Americans are clearly unhappy, but so far that distress has not carried over to the family budget. 

Personal Spending has increased 0.70% a month from August through November. In 2019, the last full year before the pandemic, this consumption measure averaged 0.36% monthly. 

The contrast is even more pronounced than the simple spending comparison. For most of 2019 unemployment was at a record low, wages for many workers were rising at the highest pace in a generation and inflation was below 2%. 

Despite those excellent economic conditions, reflected in the  Michigan Survey which averaged 96 for the year, consumers were only spending about half as much as in the past four months. 

Retail Sales offer the same judgement.  

From August to November, sales climbed 0.58% each month. In 2019 the average gain for the entire year was 0.45%. 

Retail Sales


Retail Sales and Personal Spending are the numbers that inform the manufacturing and services PMI outlooks and despite the pandemic media background, they remain strong. 

The ISM New Orders Indexes also show healthy incoming business. Orders in the manufacturing sector rose to 61.5 in November, and except for October’s score of 59.8, have remained above 60 for 17 months. This is the longest stretch in the series’ history. 

Orders in the service sector for November will be reported on Friday at 10:00 am ET. The index is forecast to drop to 64 from 69.7, which was the highest reading on record.  

Traditionally, business sales estimates depend heavily on the consumer outlook. When consumers become despondent, managers expect sales to follow the outlook lower.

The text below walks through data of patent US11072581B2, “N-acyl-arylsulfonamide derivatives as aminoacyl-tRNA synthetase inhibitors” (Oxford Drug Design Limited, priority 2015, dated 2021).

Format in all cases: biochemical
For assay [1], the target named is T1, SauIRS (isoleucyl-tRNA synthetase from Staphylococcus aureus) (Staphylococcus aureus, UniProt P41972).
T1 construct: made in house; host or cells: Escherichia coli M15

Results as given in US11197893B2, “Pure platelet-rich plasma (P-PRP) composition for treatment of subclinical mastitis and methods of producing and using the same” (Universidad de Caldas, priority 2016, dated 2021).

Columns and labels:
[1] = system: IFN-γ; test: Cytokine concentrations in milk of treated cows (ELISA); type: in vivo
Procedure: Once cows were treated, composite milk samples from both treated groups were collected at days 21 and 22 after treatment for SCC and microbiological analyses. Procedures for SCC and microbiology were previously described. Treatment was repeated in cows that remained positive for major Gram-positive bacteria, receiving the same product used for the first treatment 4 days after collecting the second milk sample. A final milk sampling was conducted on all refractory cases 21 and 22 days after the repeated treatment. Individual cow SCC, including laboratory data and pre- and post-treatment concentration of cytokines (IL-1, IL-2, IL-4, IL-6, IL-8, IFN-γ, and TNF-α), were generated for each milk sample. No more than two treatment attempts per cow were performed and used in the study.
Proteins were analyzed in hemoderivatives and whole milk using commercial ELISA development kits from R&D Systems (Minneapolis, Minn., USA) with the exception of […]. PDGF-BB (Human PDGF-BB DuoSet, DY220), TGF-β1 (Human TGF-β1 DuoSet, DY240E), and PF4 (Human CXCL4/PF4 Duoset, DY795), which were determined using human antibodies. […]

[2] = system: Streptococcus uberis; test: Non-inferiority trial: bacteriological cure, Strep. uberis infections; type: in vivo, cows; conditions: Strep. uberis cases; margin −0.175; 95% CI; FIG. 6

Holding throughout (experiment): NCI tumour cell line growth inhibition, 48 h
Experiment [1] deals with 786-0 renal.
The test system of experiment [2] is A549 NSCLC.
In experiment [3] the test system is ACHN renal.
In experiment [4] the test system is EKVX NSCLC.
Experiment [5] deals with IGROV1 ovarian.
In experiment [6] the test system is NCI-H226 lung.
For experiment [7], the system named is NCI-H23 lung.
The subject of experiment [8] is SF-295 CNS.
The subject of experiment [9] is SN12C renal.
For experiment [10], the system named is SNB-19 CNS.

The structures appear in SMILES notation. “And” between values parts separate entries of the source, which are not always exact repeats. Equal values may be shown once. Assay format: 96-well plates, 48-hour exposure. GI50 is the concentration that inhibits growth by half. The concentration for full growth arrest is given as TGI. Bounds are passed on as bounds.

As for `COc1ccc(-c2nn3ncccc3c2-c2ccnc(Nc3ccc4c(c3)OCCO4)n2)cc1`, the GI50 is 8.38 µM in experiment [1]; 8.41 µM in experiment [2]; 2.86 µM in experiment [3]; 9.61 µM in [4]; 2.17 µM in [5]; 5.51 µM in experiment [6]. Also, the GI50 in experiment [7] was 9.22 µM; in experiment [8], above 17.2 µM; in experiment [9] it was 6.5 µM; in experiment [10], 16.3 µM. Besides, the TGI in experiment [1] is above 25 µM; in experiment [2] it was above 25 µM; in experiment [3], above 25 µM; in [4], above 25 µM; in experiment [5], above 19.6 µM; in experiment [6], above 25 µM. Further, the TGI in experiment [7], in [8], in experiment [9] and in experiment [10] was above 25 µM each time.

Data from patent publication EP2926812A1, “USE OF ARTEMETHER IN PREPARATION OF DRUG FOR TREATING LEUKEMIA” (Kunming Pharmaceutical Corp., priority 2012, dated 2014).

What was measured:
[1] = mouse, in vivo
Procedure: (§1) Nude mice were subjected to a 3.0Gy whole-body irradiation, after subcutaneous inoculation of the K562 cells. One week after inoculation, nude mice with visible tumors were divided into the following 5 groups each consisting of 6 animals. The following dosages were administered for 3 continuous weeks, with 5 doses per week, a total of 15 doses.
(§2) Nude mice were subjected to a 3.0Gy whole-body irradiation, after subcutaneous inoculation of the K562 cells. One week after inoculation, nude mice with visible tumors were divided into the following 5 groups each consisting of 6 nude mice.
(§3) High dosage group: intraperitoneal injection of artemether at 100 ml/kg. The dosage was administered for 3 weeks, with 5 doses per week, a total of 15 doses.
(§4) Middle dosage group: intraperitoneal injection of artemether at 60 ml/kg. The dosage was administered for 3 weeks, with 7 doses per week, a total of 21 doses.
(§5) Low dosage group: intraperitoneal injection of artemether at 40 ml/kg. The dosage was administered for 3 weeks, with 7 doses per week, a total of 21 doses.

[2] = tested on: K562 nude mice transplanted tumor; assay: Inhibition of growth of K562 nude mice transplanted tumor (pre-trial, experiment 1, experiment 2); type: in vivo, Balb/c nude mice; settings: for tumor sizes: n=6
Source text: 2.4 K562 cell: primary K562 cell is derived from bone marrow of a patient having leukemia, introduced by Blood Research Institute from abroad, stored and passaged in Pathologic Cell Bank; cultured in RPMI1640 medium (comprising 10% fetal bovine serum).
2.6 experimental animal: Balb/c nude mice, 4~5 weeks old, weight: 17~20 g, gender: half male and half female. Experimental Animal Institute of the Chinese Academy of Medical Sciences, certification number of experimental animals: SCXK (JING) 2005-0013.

In the current somewhat unusual situation, many businesses are taking their cues from sales figures rather than worrying about consumer sentiment. As long as orders are flowing into a firm’s hoppers, managers have every reason to add staff and ramp up production.

Markets and the Federal Reserve

Markets have been more attentive to the Omnicron variant of the pandemic, panicky is perhaps a better description, than to comments from Federal Reserve Chair Jerome Powell that the central bank may speed up its exit from emergency support measures. 

Several nations in Europe and Australia have already reimposed varying degrees of closures and the resulting diminution in global growth expectations has been greatly exacerbated by the fear of the Omicron variant. 

Treasury rates have responded to the threat, realistic or not, that the new variant may give governments a reason to restrict or shutter their economies. The US 10-year Treasury yield has lost 21.4 basis points since closing at 1.646% on November 23.  Equities have tumbled around the world as the economic recovery again takes second place to pandemic mitigation.

US 10-year Treasury yield


Risk aversion has returned to currencies, with the Japanese yen sharing the safety role with the US dollar, though the greenback has been somewhat undermined by the sharp drop in Treasury yields.  


The November payroll report stands a good chance of performing better than forecast. Signs from the labor market and consumer economy point to a continued recovery in the United States. Growth in the US – currently running at 8.6% in the fourth quarter according to the Atlanta Fed – can be derailed if the states reimpose economic restrictions. At the moment that seems far fetched but there is no certainty.  

Market response to the NFP report depends largely on the state of panic over the Omicron variant. If payrolls are better than expected they will support Treasury rates and the dollar, the caveat being the Omicron fear.

Even if job creation is weaker than expected but still positive, the dollar and Treasury yields should benefit because the Fed has indicated the labor market has sufficiently recovered to permit higher interest rates. 

The recent sell-off in Treasury yields and equities is overdone. Payrolls are about to remind the markets that panic does not pay.